When historian Goodwin was six years old, her father taught her how to keep score for 'their' team, the Brooklyn Dodgers, which forged a lifelong bond between father and daughter. Set in the suburbs of New York in the 1950s, Wait Till Next Year is a coming-of-age memoir in the era of Jackie Robinson, Pee Wee Reese and Duke Snider, when baseball ...
When historian Goodwin was six years old, her father taught her how to keep score for 'their' team, the Brooklyn Dodgers, which forged a lifelong bond between father and daughter. Set in the suburbs of New York in the 1950s, Wait Till Next Year is a coming-of-age memoir in the era of Jackie Robinson, Pee Wee Reese and Duke Snider, when baseball truly was a national pastime that brought whole communities together. With her radio by her side and scorecard to hand, she recreates the postwar era, when the corner store was a place to share stories and neighborhoods were equally divided between Dodger, Giant, and Yankee fans. Weaved between the games and the seasons, Goodwin tells the story of a changing America - from the lunacy of the Cold War alarm drills to McCarthy and the Rosenburg trials - as well as her own loss of innocence encapsulated by her mother's death, her father's lapse into despair and the Dodger's departure from Brooklyn in 1957 following the destruction of the iconic Ebbets Field stadium. Poignant, unsentimental and deeply eloquent, Wait Till Next Year is a profound memoir about childhood and loss, baseball, and the power of sport to bind families and heal loss and reveal as metaphor the evolving heart of a nation.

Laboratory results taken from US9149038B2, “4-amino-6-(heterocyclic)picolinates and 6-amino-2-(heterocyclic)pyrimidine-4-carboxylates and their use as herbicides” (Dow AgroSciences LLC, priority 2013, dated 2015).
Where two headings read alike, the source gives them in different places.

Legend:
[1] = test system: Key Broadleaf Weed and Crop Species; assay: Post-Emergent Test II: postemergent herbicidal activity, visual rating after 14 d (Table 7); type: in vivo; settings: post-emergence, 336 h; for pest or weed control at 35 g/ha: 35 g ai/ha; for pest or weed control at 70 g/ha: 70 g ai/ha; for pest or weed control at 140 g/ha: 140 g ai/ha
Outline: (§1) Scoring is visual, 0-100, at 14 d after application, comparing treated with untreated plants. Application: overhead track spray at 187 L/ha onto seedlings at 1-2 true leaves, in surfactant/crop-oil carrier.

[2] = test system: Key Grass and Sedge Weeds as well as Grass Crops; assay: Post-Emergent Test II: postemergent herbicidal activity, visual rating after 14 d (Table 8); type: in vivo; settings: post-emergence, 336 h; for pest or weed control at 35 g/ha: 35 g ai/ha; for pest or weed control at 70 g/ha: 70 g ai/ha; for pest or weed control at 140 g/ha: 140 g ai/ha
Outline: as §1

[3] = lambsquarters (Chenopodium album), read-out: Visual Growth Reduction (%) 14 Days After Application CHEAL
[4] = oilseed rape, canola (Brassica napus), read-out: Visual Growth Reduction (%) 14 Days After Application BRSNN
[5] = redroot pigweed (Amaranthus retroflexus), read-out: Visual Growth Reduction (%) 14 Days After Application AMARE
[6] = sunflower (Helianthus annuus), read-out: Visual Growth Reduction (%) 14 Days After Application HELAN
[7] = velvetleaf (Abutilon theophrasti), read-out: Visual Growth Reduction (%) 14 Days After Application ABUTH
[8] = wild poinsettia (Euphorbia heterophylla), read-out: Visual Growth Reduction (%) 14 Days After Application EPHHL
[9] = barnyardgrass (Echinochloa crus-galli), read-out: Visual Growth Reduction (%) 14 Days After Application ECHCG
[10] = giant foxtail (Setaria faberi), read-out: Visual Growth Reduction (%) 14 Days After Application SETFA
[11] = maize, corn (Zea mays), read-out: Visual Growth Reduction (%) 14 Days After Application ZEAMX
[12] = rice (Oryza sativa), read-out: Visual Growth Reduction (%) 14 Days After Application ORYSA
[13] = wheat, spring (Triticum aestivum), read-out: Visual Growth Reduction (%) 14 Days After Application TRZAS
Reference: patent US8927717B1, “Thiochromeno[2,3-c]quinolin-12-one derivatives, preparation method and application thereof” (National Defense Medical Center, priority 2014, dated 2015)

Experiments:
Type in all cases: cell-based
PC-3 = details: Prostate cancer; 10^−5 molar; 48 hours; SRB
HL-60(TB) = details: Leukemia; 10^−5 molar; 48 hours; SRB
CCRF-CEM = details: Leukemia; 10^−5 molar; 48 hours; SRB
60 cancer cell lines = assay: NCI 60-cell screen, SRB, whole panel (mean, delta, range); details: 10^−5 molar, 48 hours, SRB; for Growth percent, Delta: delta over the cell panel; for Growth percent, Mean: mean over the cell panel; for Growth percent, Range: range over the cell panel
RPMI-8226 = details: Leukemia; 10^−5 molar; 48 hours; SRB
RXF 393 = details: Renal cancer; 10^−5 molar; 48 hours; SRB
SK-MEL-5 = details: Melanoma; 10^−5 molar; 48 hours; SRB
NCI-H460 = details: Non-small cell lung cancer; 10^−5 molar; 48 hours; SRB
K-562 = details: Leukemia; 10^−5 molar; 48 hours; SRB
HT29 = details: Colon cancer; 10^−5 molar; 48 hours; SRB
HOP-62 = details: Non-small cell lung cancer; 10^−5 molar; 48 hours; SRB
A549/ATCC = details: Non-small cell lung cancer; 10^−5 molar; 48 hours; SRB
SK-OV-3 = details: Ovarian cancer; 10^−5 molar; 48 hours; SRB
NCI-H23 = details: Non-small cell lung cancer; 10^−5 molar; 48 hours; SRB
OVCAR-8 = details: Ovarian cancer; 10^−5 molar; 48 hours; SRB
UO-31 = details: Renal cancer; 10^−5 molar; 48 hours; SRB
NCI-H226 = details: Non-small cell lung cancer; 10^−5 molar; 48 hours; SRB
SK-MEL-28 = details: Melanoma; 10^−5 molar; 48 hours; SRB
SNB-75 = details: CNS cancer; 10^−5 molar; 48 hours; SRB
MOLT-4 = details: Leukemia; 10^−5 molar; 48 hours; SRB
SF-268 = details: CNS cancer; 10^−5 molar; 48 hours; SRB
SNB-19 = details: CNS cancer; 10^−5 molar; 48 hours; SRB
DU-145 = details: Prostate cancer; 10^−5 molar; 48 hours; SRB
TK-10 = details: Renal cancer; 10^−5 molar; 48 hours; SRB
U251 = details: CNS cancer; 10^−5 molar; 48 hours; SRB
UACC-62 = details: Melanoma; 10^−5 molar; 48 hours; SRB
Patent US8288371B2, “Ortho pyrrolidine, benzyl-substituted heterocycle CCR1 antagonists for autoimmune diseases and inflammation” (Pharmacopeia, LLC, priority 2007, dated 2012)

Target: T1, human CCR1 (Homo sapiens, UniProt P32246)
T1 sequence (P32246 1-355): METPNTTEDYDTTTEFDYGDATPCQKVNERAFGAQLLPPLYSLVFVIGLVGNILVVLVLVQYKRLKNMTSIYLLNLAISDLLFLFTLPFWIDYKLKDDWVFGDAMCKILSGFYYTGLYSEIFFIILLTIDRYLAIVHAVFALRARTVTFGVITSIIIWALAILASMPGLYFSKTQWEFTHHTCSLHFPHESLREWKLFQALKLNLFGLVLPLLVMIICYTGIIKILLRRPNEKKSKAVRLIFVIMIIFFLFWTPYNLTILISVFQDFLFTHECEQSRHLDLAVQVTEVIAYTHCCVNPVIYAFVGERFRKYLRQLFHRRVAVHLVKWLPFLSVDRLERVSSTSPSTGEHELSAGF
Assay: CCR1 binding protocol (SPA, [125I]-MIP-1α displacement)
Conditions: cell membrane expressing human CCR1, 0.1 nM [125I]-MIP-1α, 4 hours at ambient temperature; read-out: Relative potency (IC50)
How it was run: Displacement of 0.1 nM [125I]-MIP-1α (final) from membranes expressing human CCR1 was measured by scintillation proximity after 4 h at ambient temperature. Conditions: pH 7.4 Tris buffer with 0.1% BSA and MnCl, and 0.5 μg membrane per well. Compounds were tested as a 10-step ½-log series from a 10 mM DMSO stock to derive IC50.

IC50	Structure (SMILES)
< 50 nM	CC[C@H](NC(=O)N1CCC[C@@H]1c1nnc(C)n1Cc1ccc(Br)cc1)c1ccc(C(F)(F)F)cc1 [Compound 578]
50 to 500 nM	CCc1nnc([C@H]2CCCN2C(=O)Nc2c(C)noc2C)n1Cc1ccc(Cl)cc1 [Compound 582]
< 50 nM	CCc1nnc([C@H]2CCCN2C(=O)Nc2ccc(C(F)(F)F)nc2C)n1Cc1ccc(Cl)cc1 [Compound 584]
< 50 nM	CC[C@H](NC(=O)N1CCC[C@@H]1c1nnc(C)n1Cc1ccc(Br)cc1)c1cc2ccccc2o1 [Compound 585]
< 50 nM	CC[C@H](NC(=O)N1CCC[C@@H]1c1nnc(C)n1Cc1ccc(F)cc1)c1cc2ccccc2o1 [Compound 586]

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Publishers Weekly, 1997-09-15 This memoir by the Pulitzer Prize-winning historian (No Ordinary Time) is a moving ode to her father and to their shared love of baseball. The word "recollections" in the subtitle rather than "reflections," say, is an apt designation of the book's content, which is charming and endearing, though does not allow access into the author's inner life. The baseball games of Goodwin's New York City youth are dramatically and beautifully narratedæit is refreshing to read about a girl's passion for the sport; her childhood love of the game and the three teams that played in the city in the 1950s is evident in every paragraph. But when Goodwin focuses on herself and her family apart from baseballæher mother was chronically ill and dies in the final pages of the bookæshe seems content to skim the surface of the story, with emotion held too deeply in check for what ought to have been the book's climax. Yet in the pages giving her childhood perspective on such things as race and the Army-McCarthy hearings, we behold the deep roots of this historian's success in her art. Photos not seen by PW. (Oct.) (c) Copyright PWxyz, LLC. All rights reserved
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